How to Clone Arrays in JavaScript

Cloning arrays, you ask? Well, JavaScript is known for its array manipulation capabilities, making it a powerful tool for web development. But sometimes, we may need to duplicate an array without affecting the original, a process known as cloning.

Why would you want to clone an array? Imagine working with a large set of data where you want to experiment with sorting or filtering, but need the original data to remain untouched. That’s where cloning comes to our rescue. Let’s delve into this concept and learn how to effectively clone arrays using JavaScript.

In this post, we will be looking at the following 3 ways to clone arrays in JavaScript:

  • By using the spread operator […]
  • By using the Array.from() method
  • By using the slice() method

Let’s explore each…

#1 – By using the spread operator […]

By using the spread operator [...]

The spread operator allows us to make a copy of an array by spreading the values of the original array into a new one; this is handy when you need a duplicate array without referencing the original one. Here’s an example:

let originalArray = [1, 2, 3, 4, 5];
let clonedArray = [...originalArray];

How it works

The spread operator essentially takes the values from the original array and puts them into a new array. Because a new array is created, changes in the cloned array do not affect the original array.

  • Step 1: Declare a variable named ‘originalArray’ and assign it an array of numbers.
  • Step 2: Declare another variable, ‘clonedArray’. To clone ‘originalArray’, we use the spread operator inside a new array declaration. It spreads the elements of ‘originalArray’ into ‘clonedArray’.
  • Step 3: Now ‘clonedArray’ is a copy of ‘originalArray’. Any changes to ‘clonedArray’ won’t affect ‘originalArray’ because they are now two separate arrays.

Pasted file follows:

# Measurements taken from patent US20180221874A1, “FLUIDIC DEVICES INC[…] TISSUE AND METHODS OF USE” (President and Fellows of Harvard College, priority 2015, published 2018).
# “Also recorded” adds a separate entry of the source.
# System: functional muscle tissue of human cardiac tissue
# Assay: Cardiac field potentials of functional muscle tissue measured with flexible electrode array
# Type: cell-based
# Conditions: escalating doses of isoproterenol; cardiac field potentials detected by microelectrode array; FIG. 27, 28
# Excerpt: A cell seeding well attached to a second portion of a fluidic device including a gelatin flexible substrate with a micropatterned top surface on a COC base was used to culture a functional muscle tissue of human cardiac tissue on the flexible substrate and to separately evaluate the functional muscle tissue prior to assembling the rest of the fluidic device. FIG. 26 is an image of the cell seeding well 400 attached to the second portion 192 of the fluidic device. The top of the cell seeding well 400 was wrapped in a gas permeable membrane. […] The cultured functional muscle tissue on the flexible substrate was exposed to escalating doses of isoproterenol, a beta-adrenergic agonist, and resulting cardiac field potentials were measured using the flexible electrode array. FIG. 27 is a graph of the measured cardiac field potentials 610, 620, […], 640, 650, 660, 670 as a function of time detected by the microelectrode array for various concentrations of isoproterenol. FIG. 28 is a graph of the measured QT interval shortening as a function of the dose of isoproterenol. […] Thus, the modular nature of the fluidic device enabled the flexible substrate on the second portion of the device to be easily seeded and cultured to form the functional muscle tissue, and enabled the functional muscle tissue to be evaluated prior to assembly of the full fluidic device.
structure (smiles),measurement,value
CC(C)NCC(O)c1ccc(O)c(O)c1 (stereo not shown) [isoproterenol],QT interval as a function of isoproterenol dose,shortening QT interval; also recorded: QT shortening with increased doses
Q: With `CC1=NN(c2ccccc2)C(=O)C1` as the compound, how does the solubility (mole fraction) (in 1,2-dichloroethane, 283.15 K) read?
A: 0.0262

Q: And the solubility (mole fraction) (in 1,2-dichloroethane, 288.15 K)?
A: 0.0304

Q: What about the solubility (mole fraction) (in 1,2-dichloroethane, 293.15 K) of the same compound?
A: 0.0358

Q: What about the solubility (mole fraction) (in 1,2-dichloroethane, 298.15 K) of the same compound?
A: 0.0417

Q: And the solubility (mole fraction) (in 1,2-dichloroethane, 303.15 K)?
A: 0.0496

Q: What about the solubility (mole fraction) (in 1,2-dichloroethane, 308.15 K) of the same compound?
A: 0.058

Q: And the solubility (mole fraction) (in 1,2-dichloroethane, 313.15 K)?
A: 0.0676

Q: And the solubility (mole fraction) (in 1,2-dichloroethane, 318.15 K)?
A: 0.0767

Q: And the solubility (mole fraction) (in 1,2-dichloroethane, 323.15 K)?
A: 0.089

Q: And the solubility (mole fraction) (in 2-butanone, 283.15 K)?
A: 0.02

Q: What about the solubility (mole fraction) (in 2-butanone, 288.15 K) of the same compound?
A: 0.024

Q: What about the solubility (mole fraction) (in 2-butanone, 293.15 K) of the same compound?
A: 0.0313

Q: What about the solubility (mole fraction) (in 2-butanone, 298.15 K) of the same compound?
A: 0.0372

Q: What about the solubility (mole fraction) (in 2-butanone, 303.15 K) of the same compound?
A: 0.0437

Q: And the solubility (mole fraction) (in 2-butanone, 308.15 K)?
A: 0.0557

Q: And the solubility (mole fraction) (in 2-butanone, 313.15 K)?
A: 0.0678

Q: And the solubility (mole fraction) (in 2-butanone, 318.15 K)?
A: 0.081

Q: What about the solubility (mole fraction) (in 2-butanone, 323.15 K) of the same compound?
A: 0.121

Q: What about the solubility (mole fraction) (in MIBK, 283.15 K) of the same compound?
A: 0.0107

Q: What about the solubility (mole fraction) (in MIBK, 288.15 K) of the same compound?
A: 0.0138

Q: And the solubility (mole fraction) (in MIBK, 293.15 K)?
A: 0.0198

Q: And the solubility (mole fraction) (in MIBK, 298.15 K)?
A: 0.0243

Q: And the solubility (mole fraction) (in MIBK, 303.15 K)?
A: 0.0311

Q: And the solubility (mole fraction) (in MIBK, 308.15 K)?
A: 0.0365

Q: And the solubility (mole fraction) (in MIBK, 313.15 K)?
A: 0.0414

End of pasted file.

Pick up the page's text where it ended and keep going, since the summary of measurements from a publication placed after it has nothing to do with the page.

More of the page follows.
#2 – By using the Array.from() method

By using the Array.from() method

The Array.from() method in JavaScript is used to clone an array. Here’s a simple example for better understanding:

const arr1 = [1, 2, 3, 4];
const arr2 = Array.from(arr1);

How it works

The Array.from() function creates a new, shallow-copied array instance from an array-like or iterable object. In this case, we are creating a clone of ‘arr1’ and assigning it to ‘arr2’.

  • First, we declare an array ‘arr1’ with the elements 1, 2, 3, and 4.
  • Then we use Array.from() to create a new array ‘arr2’ that is a clone of ‘arr1’.
  • The Array.from() function iterates over ‘arr1’ and assigns each value to a new array, ‘arr2’.
  • Finally, ‘arr2’ is a separate instance and any changes to ‘arr1’ will not impact ‘arr2’, and vice versa.

#3 – By using the slice() method

By using the slice() method

The slice() method can be used to clone an array in JavaScript by creating a new array and copying all elements of the original array to it without affecting the original one. For a better understanding, let’s consider an example.

let originalArray = [1, 2, 3, 4, 5];
let clonedArray = originalArray.slice();

How it works

The slice() method returns a shallow copy of a portion of an array into a new array object without modifying the original array. In this case, no start/end index is provided, so it copies the whole array.

  • First, an array named ‘originalArray’ is defined with the values [1, 2, 3, 4, 5].
  • Next, the slice() method is called on ‘originalArray’ without passing any arguments, which means it’s going to copy the entire array.
  • As the slice() method does not mutate the original array but creates a new one, ‘clonedArray’ is a new array with the same elements as ‘originalArray’.
  • As a result, you now have ‘clonedArray’ which is a clone of ‘originalArray’.


In conclusion, cloning arrays in JavaScript can be achieved through a variety of ways, from the simple slice method to the more advanced spread operator and Array.from method. It’s all about choosing the right method that suits your specific requirements best.

Remember, while it may seem trivial, proper array cloning is vital to prevent unexpected mutations in your code. By cloning arrays, we can ensure changes to the new array won’t affect the original one, enabling more secure, efficient, and cleaner code.

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